A similar, smaller prospective interventional study by the same group of authors found an average reduction of 22.4 hours in the antibiotic treatment duration in their PCT-guided group compared with standard care.9 Of note, they concluded that PCT was most likely to influence management in infants with a CRP >5mg/L at 24 hours of antibiotics treatment. This is reflected in a more significant reduction in the proportion of infants treated for >72 hours in the PCT group (57%) compared with the standard group (95%) (odds ratio 0.076; 95% confidence interval: 0.016-0.359). Both this study and NeoPInS were not able to demonstrate non-inferiority in terms of mortality and reinfection. Despite relatively large sample sizes, the rarity of both death and reinfection meant that the authors were unable to make confident assertions about the safety of PCT-guided treatment. No sepsis-related deaths occurred across either study group.
Altunhan et al suggest that PCT may be a more reliable marker of infection than CRP at 24 hours.10 This observational study found PCT at 24 hours was significantly higher in a group of neonates with probable sepsis compared to a group with mild features or isolated sepsis risk factors. However, the population in this study had a very high rate of positive blood culture (40%) and included babies <34 weeks’ gestation, therefore it was not considered in further detail, as it was not representative of the group of babies we were focussing on.
Abdollahi et al evaluated PCT as a diagnostic tool, comparing it with CRP and interleukin-6.11 This study included both apparently well infants with maternal risk factors for infection and symptomatic babies, with a gestation range of 32-38 weeks. Blood for PCT was taken at 12-24 hours after admission (all babies were admitted within 12 hours of birth). CRP and PCT were found to be correlated in infants with blood culture-positive sepsis (correlation coefficient, r=0.54, p<0.001). The sensitivity of CRP (cut-off >8mg/L) at 12-24 hours was increased from 48 to 82% with the addition of PCT (cut-off ≥1.7ng/mL). While this suggests that PCT could be a useful adjunct to CRP, based on National Institute for Health and Care Excellence (NICE) guidance, a single CRP would rarely be taken and interpreted at 12 hours of life. It is, therefore, difficult to know how useful this result is in practice. The authors’ extrapolated receiver operating characteristics (ROC) curve suggested that PCT ≥1.7ng/mL alone at 36-48 hours of life had a sensitivity of 76.6% and specificity of 78.2%.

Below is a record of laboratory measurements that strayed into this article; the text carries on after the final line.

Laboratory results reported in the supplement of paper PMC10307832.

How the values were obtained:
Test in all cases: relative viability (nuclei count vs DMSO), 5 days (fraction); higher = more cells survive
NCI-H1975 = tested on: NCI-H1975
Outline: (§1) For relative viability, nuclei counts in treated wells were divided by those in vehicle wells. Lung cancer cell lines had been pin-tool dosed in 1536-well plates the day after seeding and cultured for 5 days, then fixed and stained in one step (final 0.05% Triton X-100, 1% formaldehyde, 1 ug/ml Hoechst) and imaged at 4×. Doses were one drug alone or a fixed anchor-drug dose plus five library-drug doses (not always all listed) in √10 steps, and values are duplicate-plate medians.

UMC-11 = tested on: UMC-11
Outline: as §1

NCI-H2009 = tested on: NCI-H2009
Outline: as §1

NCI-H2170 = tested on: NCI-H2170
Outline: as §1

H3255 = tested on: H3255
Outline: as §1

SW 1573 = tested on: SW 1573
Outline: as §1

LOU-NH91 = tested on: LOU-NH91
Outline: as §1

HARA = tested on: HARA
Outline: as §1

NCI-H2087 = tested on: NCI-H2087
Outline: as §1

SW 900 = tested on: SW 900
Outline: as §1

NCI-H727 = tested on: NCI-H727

These studies suggest that PCT testing has the potential to guide decision making in suspected early onset neonatal infection. The heterogeneity of studies in this area, including gestation, definitions of sepsis, timing of samples, and cut-off values for associated inflammatory markers, mean that reviews and meta-analyses are limited. It is therefore difficult to translate these results into clinical context. Further large-scale studies may help to reassure clinicians about the safety of PCT-guided decision making, as well as determine appropriate cut-off values. Additional laboratory tests come with financial implications and cost-effectiveness should be considered. The laboratory cost of PCT testing is currently around £15 and some protocols recommend at least two PCT tests (including NeoPInS). While this is not insignificant, the potential savings in terms of reducing antibiotic administration and costly prolonged hospital stays for even a small proportion of infants may outweigh this. The inclusion of a formal cost-effectiveness analysis would be beneficial in future studies.
The concept for the article was devised by CB. Both authors planned the methods together. The literature search was carried out by both authors independently. The paper was written by both authors collaboratively.